A worker on an electronic copper foil production line at Jiujiang Defu Technology Corp. in Jiangxi province in eastern China, January 19. Photo: VCG
Chile, the world’s largest exporter of copper ore, has announced plans to close its borders for 30 days amid the raging COVID-19 pandemic, which has caused uncertainty over global copper supplies.
While China needs to further diversify its metal import channels, the country is unlikely to turn to Australian copper given China’s own import structure and deteriorating relations between Canberra and Beijing, industry analysts said Thursday.
As the pandemic resumes in Chile, which accounts for a third of the world’s copper ore production, the South American country has decided to close its borders for 30 days starting Monday.
In response, the price of copper futures on the London Metal Exchange rose 3.6 percent to $ 9,104 per tonne.
Experts believe that amid growing uncertainty, China – the world’s largest importer of copper ore – must diversify import sources to hedge against risks. China is likely to boost imports from other major sources of copper ore such as Peru and Mongolia as domestic demand remains strong, Chinese metals analysts told the Global Times.
“Given that China’s copper ore imports from Australia accounted for only about 3.5% of total imports in 2020, coupled with a deteriorating bilateral relationship, Australia’s copper imports to China are unlikely to change,” said Wang Guoqing, director of product development. Beijing Lange Steel Information Research Center told the Global Times on Thursday.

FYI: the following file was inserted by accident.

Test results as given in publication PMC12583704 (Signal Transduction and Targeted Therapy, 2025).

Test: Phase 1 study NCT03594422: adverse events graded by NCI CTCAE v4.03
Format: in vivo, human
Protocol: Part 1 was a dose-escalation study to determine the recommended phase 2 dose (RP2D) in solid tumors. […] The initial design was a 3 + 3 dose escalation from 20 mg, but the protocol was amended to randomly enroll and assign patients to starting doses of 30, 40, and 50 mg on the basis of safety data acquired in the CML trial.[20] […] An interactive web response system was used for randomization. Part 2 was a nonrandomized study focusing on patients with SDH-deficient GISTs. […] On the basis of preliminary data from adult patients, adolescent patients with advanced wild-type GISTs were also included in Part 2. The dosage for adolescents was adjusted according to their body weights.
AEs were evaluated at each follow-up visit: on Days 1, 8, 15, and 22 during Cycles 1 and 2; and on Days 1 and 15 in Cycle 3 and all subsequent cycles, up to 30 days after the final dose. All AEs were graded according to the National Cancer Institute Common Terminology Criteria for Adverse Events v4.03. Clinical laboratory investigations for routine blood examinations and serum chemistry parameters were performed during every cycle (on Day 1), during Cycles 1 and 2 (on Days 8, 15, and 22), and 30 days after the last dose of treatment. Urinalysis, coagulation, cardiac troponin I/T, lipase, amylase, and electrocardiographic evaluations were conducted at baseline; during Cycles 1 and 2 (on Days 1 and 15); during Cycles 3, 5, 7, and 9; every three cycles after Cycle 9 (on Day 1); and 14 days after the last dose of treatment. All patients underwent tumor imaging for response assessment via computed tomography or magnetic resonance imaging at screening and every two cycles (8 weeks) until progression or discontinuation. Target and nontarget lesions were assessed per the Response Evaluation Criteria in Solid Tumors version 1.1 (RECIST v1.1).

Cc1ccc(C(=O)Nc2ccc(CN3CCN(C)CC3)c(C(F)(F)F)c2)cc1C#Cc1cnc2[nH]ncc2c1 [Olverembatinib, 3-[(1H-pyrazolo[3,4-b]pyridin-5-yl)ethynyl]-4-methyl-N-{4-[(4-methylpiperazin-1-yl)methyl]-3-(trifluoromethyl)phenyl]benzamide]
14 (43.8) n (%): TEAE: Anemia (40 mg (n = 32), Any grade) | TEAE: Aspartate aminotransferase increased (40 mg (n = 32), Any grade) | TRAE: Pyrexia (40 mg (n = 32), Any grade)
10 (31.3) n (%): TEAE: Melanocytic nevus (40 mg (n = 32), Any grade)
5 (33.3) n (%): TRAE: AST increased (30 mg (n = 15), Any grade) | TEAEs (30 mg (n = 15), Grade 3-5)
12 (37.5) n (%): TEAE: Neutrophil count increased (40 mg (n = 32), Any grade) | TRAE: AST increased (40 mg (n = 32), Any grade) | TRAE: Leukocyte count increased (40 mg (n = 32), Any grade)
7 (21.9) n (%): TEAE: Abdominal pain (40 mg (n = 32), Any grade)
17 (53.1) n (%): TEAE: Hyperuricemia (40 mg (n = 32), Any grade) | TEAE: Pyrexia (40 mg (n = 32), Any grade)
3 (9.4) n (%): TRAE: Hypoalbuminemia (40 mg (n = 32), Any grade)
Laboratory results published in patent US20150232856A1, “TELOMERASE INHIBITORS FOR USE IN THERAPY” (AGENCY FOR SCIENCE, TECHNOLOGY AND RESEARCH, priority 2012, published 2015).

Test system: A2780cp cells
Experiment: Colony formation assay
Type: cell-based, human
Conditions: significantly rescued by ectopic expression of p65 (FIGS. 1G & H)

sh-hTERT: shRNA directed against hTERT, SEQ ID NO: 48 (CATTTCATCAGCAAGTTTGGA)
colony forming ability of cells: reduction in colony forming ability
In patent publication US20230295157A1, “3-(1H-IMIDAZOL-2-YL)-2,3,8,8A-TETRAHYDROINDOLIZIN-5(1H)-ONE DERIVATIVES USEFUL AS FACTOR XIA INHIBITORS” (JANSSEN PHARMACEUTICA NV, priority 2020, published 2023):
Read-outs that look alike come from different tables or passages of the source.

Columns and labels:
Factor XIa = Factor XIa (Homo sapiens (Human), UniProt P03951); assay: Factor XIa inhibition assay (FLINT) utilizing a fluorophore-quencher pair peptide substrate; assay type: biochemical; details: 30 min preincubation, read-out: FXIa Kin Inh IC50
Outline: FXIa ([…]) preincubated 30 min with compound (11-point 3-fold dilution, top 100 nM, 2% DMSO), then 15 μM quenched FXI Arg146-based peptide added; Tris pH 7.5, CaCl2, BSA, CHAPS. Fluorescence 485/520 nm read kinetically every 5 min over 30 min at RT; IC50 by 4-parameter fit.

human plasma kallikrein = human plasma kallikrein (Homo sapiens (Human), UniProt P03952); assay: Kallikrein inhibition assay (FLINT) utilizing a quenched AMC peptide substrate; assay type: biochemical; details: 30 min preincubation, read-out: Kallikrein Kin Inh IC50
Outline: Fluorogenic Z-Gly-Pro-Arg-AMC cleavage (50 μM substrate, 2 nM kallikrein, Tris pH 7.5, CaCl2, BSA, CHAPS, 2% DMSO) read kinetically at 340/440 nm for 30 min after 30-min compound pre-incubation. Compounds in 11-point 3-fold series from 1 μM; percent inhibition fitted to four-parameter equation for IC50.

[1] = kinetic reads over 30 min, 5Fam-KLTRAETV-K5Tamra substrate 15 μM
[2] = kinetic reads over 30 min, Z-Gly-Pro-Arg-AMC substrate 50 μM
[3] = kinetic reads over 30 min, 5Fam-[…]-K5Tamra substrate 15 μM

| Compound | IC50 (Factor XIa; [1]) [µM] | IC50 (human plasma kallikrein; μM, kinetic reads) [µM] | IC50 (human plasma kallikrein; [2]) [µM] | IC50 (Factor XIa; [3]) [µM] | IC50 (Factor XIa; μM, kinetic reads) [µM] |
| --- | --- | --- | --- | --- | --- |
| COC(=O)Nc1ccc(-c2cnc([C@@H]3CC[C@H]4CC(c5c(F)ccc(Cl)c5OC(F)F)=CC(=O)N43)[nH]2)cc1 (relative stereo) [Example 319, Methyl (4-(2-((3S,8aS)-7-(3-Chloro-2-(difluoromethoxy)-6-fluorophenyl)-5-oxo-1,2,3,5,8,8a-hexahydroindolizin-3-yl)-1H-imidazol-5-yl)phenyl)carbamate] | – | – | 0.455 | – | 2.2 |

According to the OEC, an online data visualization and dissemination platform focused on geography and economic dynamics, China was the largest copper ore importer in the world in 2019 when it acquired $ 31.3 billion worth of metal, accounting for 52.3 percent of the total production. total world production.
The amount of copper a country uses is a direct barometer of its industrial strength.
The country imported 21.8 million tons of copper ore in 2020, according to Chinese customs, of which 7.72 million tons came from Chile and 783,746 tons from Australia.
In December 2020, China’s imports of copper ore from Australia suddenly dropped to zero. The sharp decline was widely seen by the Australian media as a countermeasure to China after Canberra launched a series of hostile actions against China, including a ban on Huawei’s 5G equipment, although China has never formally acknowledged such claims.
“Copper imports from Australia to China have shown a downward trend in recent years. Given the deterioration in bilateral relations, China does not need to increase imports from Australia, since its share is small, and the closure of Chile’s border for one month won. ” “They influence the supply too much,” Wang said.